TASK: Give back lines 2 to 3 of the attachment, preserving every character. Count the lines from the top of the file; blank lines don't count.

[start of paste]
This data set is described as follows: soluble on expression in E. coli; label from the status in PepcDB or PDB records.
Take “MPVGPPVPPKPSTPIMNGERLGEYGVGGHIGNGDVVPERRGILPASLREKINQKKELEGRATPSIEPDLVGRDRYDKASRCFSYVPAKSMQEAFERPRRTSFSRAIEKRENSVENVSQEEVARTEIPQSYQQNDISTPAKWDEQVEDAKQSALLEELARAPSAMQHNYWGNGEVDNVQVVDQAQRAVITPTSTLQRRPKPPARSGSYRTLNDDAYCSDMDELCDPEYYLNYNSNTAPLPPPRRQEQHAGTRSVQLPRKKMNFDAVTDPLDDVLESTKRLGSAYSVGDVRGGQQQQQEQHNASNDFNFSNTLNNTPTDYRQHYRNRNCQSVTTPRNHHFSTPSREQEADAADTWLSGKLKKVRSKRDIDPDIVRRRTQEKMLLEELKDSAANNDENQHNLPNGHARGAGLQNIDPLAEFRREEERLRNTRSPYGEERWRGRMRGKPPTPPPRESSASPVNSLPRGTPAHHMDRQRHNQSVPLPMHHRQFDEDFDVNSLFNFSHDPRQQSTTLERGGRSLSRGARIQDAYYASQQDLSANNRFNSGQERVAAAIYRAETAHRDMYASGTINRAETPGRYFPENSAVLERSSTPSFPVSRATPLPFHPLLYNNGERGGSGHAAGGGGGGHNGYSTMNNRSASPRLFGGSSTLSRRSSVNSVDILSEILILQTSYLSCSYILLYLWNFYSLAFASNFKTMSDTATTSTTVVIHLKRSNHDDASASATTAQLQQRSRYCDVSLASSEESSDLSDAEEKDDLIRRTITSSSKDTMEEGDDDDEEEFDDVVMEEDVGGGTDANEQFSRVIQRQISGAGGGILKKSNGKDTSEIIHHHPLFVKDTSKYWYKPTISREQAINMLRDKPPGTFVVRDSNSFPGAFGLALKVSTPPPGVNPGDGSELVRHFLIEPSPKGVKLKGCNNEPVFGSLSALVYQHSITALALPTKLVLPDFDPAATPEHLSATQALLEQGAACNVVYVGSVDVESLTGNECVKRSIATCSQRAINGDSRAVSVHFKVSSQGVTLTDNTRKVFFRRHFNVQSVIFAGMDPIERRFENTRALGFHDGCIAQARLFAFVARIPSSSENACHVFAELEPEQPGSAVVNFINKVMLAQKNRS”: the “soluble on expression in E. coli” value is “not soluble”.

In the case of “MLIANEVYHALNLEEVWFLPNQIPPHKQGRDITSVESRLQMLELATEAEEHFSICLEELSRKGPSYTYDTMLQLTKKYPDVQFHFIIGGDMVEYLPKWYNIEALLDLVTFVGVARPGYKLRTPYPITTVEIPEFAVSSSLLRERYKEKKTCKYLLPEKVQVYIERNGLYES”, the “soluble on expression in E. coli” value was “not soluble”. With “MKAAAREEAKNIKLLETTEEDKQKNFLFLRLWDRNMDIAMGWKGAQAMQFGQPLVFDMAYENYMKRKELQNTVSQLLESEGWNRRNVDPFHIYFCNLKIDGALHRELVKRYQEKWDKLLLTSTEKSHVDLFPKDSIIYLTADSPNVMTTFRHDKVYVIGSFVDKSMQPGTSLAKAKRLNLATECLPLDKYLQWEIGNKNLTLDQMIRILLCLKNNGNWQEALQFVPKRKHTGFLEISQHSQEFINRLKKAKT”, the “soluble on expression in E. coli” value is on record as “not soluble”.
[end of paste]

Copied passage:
Take “MPVGPPVPPKPSTPIMNGERLGEYGVGGHIGNGDVVPERRGILPASLREKINQKKELEGRATPSIEPDLVGRDRYDKASRCFSYVPAKSMQEAFERPRRTSFSRAIEKRENSVENVSQEEVARTEIPQSYQQNDISTPAKWDEQVEDAKQSALLEELARAPSAMQHNYWGNGEVDNVQVVDQAQRAVITPTSTLQRRPKPPARSGSYRTLNDDAYCSDMDELCDPEYYLNYNSNTAPLPPPRRQEQHAGTRSVQLPRKKMNFDAVTDPLDDVLESTKRLGSAYSVGDVRGGQQQQQEQHNASNDFNFSNTLNNTPTDYRQHYRNRNCQSVTTPRNHHFSTPSREQEADAADTWLSGKLKKVRSKRDIDPDIVRRRTQEKMLLEELKDSAANNDENQHNLPNGHARGAGLQNIDPLAEFRREEERLRNTRSPYGEERWRGRMRGKPPTPPPRESSASPVNSLPRGTPAHHMDRQRHNQSVPLPMHHRQFDEDFDVNSLFNFSHDPRQQSTTLERGGRSLSRGARIQDAYYASQQDLSANNRFNSGQERVAAAIYRAETAHRDMYASGTINRAETPGRYFPENSAVLERSSTPSFPVSRATPLPFHPLLYNNGERGGSGHAAGGGGGGHNGYSTMNNRSASPRLFGGSSTLSRRSSVNSVDILSEILILQTSYLSCSYILLYLWNFYSLAFASNFKTMSDTATTSTTVVIHLKRSNHDDASASATTAQLQQRSRYCDVSLASSEESSDLSDAEEKDDLIRRTITSSSKDTMEEGDDDDEEEFDDVVMEEDVGGGTDANEQFSRVIQRQISGAGGGILKKSNGKDTSEIIHHHPLFVKDTSKYWYKPTISREQAINMLRDKPPGTFVVRDSNSFPGAFGLALKVSTPPPGVNPGDGSELVRHFLIEPSPKGVKLKGCNNEPVFGSLSALVYQHSITALALPTKLVLPDFDPAATPEHLSATQALLEQGAACNVVYVGSVDVESLTGNECVKRSIATCSQRAINGDSRAVSVHFKVSSQGVTLTDNTRKVFFRRHFNVQSVIFAGMDPIERRFENTRALGFHDGCIAQARLFAFVARIPSSSENACHVFAELEPEQPGSAVVNFINKVMLAQKNRS”: the “soluble on expression in E. coli” value is “not soluble”.

In the case of “MLIANEVYHALNLEEVWFLPNQIPPHKQGRDITSVESRLQMLELATEAEEHFSICLEELSRKGPSYTYDTMLQLTKKYPDVQFHFIIGGDMVEYLPKWYNIEALLDLVTFVGVARPGYKLRTPYPITTVEIPEFAVSSSLLRERYKEKKTCKYLLPEKVQVYIERNGLYES”, the “soluble on expression in E. coli” value was “not soluble”. With “MKAAAREEAKNIKLLETTEEDKQKNFLFLRLWDRNMDIAMGWKGAQAMQFGQPLVFDMAYENYMKRKELQNTVSQLLESEGWNRRNVDPFHIYFCNLKIDGALHRELVKRYQEKWDKLLLTSTEKSHVDLFPKDSIIYLTADSPNVMTTFRHDKVYVIGSFVDKSMQPGTSLAKAKRLNLATECLPLDKYLQWEIGNKNLTLDQMIRILLCLKNNGNWQEALQFVPKRKHTGFLEISQHSQEFINRLKKAKT”, the “soluble on expression in E. coli” value is on record as “not soluble”.